Exercise should be an integral part of the treatment plan for persons with diabetes. Exercise helps all persons with diabetes control weight, improve insulin sensitivity, bring about a healthier mental outlook, and reduce cardiovascular risk factors. Given appropriate guidelines, people with diabetes can exercise safely. The exercise plan will vary depending on interest, age, general health, and level of physical fitness.
When the non-diabetic person exercises, insulin levels fall while counterregulatory hormones (primarily glucagon) rise, so increased glucose utilization by the exercising muscle is matched precisely with increased glucose production by the liver. In persons with Insulin-Dependent Diabetes Mellitus the glycemic response to exercise varies depending on overall diabetes control, plasma glucose and insulin levels at the start of exercise, intensity and duration of the exercise, previous food intake, and previous conditioning. An important variable is the level of plasma insulin during and after exercise. Excessive insulin levels can potentiate hypoglycemia because of insulin-enhanced muscle glucose uptake by the exercising muscle. In contrast, because insulin levels are too low in a poorly controlled (underinsulinized) exerciser, production of glucose and nonesterified fatty acids continue, while uptake is minimal. This results in large increases in plasma glucose and ketone levels.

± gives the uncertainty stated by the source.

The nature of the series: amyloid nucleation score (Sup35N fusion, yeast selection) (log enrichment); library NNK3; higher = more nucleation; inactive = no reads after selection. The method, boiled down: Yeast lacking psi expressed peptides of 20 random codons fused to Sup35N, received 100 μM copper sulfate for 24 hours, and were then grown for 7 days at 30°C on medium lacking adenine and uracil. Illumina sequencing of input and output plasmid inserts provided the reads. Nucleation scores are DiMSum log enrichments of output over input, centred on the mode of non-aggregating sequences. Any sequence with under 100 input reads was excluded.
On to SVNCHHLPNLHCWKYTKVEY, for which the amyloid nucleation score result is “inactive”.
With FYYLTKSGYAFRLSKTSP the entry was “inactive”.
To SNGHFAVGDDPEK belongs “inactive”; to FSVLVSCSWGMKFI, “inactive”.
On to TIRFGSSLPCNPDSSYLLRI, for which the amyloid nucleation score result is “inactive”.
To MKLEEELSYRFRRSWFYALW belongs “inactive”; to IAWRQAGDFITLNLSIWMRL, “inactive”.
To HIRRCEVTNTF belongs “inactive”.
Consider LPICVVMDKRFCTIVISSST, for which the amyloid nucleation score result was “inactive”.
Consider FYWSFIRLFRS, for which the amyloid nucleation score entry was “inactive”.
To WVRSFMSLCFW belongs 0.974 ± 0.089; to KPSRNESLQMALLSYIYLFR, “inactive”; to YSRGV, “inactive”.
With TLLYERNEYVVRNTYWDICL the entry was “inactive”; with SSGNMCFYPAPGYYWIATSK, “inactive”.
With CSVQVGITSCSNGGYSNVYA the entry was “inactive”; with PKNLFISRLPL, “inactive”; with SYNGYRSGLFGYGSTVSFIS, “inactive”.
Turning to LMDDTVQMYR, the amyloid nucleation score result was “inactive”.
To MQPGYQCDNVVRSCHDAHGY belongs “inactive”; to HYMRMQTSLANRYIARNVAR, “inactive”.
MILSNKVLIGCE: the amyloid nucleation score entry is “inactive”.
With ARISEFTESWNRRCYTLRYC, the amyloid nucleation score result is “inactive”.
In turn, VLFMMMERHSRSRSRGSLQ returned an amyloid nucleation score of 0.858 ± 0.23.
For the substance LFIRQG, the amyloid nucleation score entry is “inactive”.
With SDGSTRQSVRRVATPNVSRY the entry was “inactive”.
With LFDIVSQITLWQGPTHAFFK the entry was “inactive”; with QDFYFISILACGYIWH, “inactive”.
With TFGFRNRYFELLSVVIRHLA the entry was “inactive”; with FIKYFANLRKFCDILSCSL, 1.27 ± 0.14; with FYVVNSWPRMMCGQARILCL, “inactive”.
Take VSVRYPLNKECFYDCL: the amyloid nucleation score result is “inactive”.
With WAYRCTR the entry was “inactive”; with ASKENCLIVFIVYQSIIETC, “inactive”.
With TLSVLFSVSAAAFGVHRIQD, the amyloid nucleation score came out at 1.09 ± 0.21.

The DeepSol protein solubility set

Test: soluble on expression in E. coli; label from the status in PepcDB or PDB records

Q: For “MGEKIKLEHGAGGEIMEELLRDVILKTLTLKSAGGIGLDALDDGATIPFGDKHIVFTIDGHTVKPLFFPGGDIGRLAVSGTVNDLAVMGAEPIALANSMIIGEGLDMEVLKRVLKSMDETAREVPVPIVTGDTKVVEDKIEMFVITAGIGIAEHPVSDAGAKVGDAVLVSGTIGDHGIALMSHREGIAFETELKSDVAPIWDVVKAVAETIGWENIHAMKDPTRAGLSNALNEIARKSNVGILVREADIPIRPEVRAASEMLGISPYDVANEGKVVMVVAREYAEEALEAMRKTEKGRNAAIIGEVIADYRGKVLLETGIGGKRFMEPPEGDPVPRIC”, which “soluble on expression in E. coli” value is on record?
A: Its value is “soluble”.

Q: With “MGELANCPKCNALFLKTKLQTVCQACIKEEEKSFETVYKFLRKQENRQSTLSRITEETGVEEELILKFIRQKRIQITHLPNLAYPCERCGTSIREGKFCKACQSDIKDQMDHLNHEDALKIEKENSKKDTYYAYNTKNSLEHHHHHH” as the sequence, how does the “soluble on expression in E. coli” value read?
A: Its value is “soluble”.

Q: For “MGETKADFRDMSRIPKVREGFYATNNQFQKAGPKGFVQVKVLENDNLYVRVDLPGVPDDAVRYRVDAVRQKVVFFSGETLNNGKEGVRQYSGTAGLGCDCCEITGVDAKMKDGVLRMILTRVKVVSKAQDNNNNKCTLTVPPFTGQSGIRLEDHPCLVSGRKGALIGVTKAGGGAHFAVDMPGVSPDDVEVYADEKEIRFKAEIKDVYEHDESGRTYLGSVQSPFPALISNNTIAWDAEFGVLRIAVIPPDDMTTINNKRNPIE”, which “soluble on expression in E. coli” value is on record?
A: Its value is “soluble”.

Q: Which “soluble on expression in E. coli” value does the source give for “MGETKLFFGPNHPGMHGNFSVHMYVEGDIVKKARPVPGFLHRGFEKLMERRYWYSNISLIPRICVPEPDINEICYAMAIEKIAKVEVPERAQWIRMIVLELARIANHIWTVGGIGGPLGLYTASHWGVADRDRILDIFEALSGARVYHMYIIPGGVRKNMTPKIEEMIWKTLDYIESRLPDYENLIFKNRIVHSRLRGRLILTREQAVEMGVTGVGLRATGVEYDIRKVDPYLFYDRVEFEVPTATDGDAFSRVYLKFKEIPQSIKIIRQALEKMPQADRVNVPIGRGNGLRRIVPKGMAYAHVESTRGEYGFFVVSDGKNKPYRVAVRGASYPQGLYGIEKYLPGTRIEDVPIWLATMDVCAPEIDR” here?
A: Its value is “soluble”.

In persons with Non-Insulin Dependent Diabetes Mellitus, blood glucose control can improve with exercise. This is due to increased insulin sensitivity, which results in increased peripheral use of glucose not only during but also after the activity. Because enhanced insulin sensitivity is lost within 48 hours after exercise, repeated periods of exercise at regular intervals are needed to reduce the glucose intolerance associated with Non-Insulin Dependent Diabetes. This exercise-induced enhanced insulin sensitivity occurs without changes in body weight. Exercise also decreases the effects of counterregulatory hormones, which in turn reduces the hepatic glucose output, also resulting in improved glucose control.
Exercise performed later in the day has been shown to reduce overnight hepatic glucose output and fasting glycemia. Exercise after eating can also be beneficial, reducing postprandial hyperglycemia which is common in Non-Insulin Dependent Diabetes Mellitus.
Please consult your physician or dietitian before you start a exercise program.
The Diabetic Newsletter courtesy of NIDDK